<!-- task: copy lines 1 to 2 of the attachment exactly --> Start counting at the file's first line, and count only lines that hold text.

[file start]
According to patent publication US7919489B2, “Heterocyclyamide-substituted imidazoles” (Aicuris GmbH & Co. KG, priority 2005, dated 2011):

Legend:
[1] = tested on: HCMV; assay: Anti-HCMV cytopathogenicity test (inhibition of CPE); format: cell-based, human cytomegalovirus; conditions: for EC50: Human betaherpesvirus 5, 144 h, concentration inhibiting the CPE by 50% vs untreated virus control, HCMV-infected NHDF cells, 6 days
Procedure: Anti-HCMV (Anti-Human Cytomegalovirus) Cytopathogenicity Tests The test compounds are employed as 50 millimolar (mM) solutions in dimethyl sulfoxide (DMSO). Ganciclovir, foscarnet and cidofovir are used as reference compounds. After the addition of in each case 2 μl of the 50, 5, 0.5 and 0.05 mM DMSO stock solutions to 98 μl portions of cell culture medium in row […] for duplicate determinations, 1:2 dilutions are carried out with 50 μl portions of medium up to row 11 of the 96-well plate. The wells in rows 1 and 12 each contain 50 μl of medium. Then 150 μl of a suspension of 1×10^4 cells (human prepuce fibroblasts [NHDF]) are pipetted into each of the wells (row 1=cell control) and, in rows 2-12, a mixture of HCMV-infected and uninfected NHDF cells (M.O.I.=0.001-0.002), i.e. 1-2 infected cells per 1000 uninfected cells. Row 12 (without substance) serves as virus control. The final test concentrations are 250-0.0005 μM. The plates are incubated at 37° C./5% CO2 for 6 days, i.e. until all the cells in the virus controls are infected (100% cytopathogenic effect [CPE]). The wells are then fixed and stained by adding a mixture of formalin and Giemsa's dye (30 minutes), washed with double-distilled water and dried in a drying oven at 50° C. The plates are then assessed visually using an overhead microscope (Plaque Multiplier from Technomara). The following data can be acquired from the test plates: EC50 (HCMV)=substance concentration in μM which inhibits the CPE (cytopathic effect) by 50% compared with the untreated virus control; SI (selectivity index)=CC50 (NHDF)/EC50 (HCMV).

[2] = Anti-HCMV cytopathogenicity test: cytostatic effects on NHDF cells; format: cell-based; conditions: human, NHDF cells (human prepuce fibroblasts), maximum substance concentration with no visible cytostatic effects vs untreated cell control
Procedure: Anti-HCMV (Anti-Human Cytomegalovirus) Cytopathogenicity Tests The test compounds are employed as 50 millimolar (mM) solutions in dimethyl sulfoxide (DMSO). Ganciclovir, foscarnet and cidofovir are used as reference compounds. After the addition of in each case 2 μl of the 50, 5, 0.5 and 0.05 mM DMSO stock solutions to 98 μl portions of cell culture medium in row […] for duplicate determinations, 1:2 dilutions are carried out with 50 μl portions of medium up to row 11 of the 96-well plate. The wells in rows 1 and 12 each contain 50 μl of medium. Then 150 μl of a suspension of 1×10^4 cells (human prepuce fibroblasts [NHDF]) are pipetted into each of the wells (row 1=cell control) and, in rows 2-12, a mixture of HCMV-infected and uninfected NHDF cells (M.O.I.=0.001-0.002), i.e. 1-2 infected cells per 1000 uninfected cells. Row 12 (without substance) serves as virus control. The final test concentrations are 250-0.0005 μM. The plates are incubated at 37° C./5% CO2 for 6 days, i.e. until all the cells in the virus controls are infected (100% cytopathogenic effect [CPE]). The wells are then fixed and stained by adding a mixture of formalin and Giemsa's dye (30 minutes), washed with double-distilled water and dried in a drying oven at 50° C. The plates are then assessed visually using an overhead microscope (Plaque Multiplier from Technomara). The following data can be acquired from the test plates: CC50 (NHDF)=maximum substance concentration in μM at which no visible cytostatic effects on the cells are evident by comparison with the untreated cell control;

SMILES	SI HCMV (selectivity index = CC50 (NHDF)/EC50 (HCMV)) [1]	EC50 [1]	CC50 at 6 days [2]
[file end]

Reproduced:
According to patent publication US7919489B2, “Heterocyclyamide-substituted imidazoles” (Aicuris GmbH & Co. KG, priority 2005, dated 2011):

Legend: